Introductory note: I reviewed Captain America: Civil War last month. This following article is a more detailed analysis of Captain America: Civil War and as such does give away some important parts of the plot.
The latest movie in the Captain America series Captain America: Civil War is aptly named. Beyond the visible division between members of the Avengers team as peace, alliances, and friendships crack, divisions in goals and ideals also emerge. Even as I think about the problems the movie presents, addresses, and leaves unfinished, I find myself divided in my opinions about the story, characters, and message. The story is more realistic (for a superhero movie), yet less satisfying, for the questions the movie poses are not simple ones to answer.
As usual, Tony Stark is the spark of trouble, but Steve Rogers (Captain America), instead of being a peacemaker, is uncharacteristically at the other end of the conflict. Stark feels responsible for the civilian casualties he and the Avengers have left behind, and he argues that the Avengers team needs oversight and restrictions. In Stark’s opinion, the Hero Registration Act which the United Nations proposes is the best answer to the problems the Avengers are facing. The plan places the Avengers under an international authority, giving the Avengers the accountability they need, and Stark thinks the Avengers should take advantage of this compromise before nations begin taking more forceful actions against the Avengers. According to many nations, the superhero team has become unpredictable and dangerous, even towards those they seek to protect, and Stark thinks the criticism is accurate.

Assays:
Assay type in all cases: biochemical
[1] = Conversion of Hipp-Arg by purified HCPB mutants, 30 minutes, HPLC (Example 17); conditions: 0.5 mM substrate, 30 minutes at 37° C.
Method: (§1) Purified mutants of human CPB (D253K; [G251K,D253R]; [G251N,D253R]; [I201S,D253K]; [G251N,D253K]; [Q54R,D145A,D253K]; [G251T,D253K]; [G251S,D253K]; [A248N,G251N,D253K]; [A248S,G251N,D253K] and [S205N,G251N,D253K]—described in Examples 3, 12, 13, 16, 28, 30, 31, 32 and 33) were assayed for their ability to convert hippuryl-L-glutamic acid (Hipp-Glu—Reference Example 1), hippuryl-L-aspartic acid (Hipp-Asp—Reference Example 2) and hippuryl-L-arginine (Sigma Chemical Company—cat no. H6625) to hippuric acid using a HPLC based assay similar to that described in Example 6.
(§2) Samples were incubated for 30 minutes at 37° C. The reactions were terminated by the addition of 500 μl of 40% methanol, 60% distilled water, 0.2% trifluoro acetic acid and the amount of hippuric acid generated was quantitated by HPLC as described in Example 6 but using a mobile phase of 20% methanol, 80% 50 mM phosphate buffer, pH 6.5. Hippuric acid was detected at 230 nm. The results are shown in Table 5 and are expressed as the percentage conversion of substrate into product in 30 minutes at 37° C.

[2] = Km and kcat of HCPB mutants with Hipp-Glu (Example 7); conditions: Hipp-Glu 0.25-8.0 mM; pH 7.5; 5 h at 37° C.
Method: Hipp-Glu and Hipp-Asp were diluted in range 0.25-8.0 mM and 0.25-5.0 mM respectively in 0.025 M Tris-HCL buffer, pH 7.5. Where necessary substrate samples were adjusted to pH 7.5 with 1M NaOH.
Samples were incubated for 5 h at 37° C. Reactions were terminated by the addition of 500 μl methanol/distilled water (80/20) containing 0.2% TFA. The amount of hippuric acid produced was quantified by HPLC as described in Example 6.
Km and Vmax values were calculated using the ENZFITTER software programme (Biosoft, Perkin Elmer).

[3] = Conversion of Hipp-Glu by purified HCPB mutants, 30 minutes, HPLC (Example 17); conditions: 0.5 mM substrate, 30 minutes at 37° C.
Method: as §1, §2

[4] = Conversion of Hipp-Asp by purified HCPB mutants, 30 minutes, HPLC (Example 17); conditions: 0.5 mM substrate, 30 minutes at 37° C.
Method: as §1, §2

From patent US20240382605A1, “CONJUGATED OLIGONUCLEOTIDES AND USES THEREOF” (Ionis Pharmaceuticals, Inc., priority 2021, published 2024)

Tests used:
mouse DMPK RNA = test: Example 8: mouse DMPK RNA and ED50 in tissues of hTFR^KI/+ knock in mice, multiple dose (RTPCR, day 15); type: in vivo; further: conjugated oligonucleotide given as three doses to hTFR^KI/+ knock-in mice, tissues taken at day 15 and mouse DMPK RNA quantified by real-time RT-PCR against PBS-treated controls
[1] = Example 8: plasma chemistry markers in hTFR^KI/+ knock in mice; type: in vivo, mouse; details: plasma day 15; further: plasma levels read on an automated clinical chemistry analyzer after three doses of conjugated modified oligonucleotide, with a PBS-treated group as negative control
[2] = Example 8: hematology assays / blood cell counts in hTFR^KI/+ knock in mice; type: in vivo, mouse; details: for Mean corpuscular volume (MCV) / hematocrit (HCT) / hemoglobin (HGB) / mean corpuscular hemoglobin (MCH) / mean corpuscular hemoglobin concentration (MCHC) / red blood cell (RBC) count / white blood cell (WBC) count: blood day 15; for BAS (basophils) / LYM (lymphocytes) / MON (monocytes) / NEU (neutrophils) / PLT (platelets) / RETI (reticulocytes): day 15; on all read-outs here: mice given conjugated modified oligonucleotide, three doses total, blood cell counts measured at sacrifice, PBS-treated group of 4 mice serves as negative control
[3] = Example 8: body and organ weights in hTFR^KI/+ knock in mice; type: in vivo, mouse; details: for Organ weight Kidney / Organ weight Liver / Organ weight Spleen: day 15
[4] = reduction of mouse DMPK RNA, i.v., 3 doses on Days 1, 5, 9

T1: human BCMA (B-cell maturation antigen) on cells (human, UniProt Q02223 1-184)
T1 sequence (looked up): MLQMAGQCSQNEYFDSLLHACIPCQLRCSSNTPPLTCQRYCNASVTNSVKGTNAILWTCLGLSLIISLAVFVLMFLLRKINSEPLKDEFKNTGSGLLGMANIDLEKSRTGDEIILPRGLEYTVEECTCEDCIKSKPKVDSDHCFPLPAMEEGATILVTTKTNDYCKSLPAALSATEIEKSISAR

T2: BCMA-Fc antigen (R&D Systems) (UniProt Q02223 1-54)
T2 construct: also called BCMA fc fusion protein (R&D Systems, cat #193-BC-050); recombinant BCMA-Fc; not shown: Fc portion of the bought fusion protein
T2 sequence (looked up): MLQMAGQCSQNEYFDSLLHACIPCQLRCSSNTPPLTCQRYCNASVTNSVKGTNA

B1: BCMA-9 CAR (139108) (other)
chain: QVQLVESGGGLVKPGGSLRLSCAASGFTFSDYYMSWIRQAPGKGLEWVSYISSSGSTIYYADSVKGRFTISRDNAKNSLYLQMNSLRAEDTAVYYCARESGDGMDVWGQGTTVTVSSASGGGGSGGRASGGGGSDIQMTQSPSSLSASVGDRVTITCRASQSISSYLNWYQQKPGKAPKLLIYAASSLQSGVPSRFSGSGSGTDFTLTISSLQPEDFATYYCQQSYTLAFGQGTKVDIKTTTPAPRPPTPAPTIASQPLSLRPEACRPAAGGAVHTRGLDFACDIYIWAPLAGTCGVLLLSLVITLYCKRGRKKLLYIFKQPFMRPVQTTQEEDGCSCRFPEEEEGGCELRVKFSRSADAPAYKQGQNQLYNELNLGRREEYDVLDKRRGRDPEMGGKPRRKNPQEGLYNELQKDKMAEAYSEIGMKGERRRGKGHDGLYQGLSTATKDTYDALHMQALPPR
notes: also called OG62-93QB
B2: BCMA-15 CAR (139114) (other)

On the other end of the dispute, Steve Rogers has some valid arguments. Rogers doesn’t discount Stark’s concern about civilian casualties; in fact, Rogers has a discussion with Wanda (Scarlet Witch) early in the movie, reminding her, “This job…we try to save as many people as we can. Sometimes that doesn’t mean everybody. But if we can’t find a way to live with that, next time…maybe nobody gets saved” (“Quotes”). Rogers understands that civilian casualties are an almost inevitable part of conflict, but he accepts that risk. Recalling S.H.I.E.L.D.’s corruption, Rogers also does not trust any organization to oversee the Avengers, for Rogers fears that such oversight will cause the Avengers to help the wrong agendas and will hinder the team from saving people. Interestingly, in The Winter Soldier, Rogers initially wanted to be a soldier and just obey orders. Now, in the aftermath of S.H.I.E.L.D., Rogers seems to have swung to the opposite extreme, not wanting to obey any authority but his own conscience.
In addition to the interesting questions the movie poses about oversight and limitations of power, there are several other problems and themes that the story covers. During one of the credit scenes, Black Panther claims Bucky Barnes (the Winter Soldier) is a “victim.” While this is partly true, it does not acquit Barnes of the crimes he committed while under others’ control. Barnes deserves to be tried for his crimes for the sake of those whom he killed. In a just trial, the judge and jury would account for Barnes’s lack of control over his actions and would reduce his charges and sentencing. Hiding Barnes only delays the problem of facing what he has done, the consequences of his actions, and his own guilt.